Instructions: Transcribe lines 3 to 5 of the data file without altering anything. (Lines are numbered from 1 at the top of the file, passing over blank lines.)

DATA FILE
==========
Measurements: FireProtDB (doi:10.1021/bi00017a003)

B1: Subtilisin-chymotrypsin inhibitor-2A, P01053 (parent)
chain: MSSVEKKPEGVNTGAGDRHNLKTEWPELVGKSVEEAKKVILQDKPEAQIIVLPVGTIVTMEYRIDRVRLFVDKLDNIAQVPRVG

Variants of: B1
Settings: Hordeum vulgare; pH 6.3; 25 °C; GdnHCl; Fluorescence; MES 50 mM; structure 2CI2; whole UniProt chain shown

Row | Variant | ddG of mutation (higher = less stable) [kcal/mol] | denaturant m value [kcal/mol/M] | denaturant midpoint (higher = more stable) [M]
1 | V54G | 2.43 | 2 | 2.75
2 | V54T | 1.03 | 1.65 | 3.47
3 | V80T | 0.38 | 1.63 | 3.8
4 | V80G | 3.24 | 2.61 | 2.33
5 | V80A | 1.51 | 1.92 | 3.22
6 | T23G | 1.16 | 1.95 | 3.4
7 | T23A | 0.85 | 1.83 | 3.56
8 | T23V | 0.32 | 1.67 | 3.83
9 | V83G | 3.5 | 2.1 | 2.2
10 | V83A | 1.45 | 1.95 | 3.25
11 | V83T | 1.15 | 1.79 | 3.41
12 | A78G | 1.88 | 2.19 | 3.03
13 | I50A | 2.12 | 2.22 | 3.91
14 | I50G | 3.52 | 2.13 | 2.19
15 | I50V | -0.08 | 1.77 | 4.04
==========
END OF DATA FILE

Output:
chain: MSSVEKKPEGVNTGAGDRHNLKTEWPELVGKSVEEAKKVILQDKPEAQIIVLPVGTIVTMEYRIDRVRLFVDKLDNIAQVPRVG

Variants of: B1
Settings: Hordeum vulgare; pH 6.3; 25 °C; GdnHCl; Fluorescence; MES 50 mM; structure 2CI2; whole UniProt chain shown